#140Conf Smalltown Recap by Kelly Kinkaid

My friend Deb of Deb Works invited me and a few blogging friends to attend the #140Conf Smalltown in Hutchinson, KS earlier this month. Unfortunately, my work schedule didn’t permit a road trip that week and I asked my buddy Kelly Kinkaid of Kellyology to wrangle some bloggers and make the trip for me. She agreed because she’s awesome like that. Thank you to @DebWorks, @Kellyology, @andsosheblogs, and @VickiMaeisOK.

In 2009 the 140 Characters Conferences, #140Conf, began.  These conferences “explore the effects of Twitter on a wide range of topics including:  Celebrity, ‘The Media,’ Advertising, Politics, Fashion, Real Estate, Music, Education, Public Safety, Public Diplomacy and quite a few other topics.”  They have been hosted  in New York, Los Angeles, Tel Aviv, London, San Francisco, Barcelona, Austin, Washington D.C., and on Monday, November 1st, Hutchinson, Kansas.  Now if, to you, Hutchinson, Kansas seems like a weird place to have a media conference that focuses on the global impact of social media, you’re not alone.  The idea for the conference was the brainstorm of Becky McCray, a self-proclaimed entrepreneur and rancher from Hopeton, Oklahoma, population 262. She approached Jeff Pulver, the creator of #140Conf, and suggested that it would be interesting if one of the #140Conf would explore the impact of social media on Small Town, U.S.A.  It would be called (wait for it) #140Conf Smalltown.  And so it began.

#140Conf Smalltown was held at the historic Fox Theater and was attended by 250 visitors from over 12 states. In addition, thanks to live-streaming, many more people were able to attend remotely, including a host of international viewers. What was the draw? Everyone was interested in hearing about how Twitter could impact, has impacted, or will impact the members and the businesses of small town communities.”  And although the list of speakers was long and diverse including college professors, journalists, community activists, ranchers and farmers, members of the Hutchinson police force, educators, marketing experts, and some guy who tweets while riding his self propelled tractor, the message seemed to be the same from all and included three main ideas:

  1. For members of small town communities, Twitter is the great equalizer.  On Twitter large companies with huge marketing budgets cannot outspend community activists, small business owners, or the guy on the tractor who wants to talk about his opinion concerning the latest elections.  All you need is the ability to create tweets with purpose, have a defined mission about what you wish to accomplish, and have the ability to create tweets with personality that make people want to join your conversation.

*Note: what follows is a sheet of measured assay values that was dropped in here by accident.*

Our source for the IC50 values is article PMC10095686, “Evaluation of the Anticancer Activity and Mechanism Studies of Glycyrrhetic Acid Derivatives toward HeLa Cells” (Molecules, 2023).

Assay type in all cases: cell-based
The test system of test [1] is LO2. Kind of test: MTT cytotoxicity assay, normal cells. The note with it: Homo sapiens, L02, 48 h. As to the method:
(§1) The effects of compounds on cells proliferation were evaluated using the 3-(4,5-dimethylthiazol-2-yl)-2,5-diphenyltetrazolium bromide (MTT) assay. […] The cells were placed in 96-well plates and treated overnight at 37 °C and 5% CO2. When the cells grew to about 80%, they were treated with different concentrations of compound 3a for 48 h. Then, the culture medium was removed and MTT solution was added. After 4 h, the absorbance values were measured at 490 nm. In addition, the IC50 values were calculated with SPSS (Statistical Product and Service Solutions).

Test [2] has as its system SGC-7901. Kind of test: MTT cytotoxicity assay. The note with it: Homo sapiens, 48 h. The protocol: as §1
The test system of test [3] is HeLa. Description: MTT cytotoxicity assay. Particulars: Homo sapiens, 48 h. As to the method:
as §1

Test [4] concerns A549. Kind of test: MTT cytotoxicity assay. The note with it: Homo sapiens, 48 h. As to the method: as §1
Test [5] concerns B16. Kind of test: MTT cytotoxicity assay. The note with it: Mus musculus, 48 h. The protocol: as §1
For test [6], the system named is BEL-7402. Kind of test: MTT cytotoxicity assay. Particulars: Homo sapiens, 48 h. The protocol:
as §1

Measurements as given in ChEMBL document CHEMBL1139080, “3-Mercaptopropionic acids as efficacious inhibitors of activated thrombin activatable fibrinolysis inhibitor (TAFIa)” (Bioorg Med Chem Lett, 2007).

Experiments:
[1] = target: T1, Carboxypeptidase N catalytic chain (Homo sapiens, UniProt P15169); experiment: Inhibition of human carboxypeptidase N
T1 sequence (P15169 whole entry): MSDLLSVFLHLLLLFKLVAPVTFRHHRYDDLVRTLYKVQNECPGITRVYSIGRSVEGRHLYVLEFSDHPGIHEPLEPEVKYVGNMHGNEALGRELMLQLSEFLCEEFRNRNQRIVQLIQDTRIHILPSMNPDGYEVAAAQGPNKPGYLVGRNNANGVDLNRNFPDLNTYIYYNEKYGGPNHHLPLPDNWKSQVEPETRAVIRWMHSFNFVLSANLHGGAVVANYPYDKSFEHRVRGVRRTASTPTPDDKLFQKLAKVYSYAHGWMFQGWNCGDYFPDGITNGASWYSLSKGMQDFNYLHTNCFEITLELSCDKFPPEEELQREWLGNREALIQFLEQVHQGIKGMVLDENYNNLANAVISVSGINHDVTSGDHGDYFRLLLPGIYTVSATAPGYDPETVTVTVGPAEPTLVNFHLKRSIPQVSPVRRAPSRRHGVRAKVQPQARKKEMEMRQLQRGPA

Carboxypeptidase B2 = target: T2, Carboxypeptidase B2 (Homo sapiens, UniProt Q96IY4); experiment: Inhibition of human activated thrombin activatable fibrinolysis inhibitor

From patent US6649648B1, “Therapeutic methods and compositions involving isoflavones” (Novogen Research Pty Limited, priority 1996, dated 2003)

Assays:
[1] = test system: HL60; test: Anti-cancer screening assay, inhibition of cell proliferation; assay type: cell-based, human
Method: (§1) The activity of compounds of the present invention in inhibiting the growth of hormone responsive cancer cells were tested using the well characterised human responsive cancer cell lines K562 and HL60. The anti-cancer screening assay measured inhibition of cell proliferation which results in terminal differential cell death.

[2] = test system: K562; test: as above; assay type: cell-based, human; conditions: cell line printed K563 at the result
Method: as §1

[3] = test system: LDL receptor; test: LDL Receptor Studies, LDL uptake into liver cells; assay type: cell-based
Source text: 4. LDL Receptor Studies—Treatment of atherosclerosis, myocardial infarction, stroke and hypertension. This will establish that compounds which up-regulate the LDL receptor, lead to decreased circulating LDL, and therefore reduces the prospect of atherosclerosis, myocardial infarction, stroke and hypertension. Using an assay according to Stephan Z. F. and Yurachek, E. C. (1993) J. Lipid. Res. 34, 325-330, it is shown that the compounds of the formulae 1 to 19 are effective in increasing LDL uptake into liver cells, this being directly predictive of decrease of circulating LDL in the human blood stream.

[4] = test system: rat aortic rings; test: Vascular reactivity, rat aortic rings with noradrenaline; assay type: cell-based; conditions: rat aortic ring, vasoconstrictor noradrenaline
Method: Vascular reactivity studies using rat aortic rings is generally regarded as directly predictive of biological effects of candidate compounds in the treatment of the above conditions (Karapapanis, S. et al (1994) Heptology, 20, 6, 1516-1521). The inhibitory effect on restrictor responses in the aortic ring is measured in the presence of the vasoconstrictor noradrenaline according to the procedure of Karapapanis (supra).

2. For members of small town communities, Twitter eliminates the problems that could exist by living in a more isolated area. You can live in Hopeton, Oklahoma and have a thriving national business.  You can build an international company working out of the basement of your home.  And you can have conversations and share knowledge with people that you otherwise might not have access to — all because you have opened yourself up to the rest of world by creating a Twitter account.
  3. The most important aspect to consider when opening your Twitter accounts are the the relationships you build with others. You never know what you might learn about your area of expertise from a relationship you build with someone in another part of the country or even another country.  You never know when a conversation about a great recipe from a twitter friend might lead to a mutually beneficial professional relationship.  You never know how important a Twitter friendship can become to you personally even though you’re communicating with someone who you have never met in person.

In the United States today, 281 million people live in communities with a size less than 50,000 people (per the ers.usda.gov).  With an overall population of of over 310 million people in the USA, that statistic suggests that, in fact, the vast majority of Americans live in small town communities.  With the creation of Twitter and other forms of social media such as Facebook, Four Square, LinkedIn, etc., the people of the United States are growing more connected by the day.  And with each connection it seems to matter less and less about where you live.  Instead, according to the speakers at #140Conf Smalltown, all that matters are the connections and relationships you create on line.

#140Conf NYC 2011 will be taking place June 15th and 16th at the 92nd Street Y and another #140Conf Smalltown will be held in Hutchinson, KS on September 20, 2011.

This is a guest post by Kelly Kinkaid of Kellyology.

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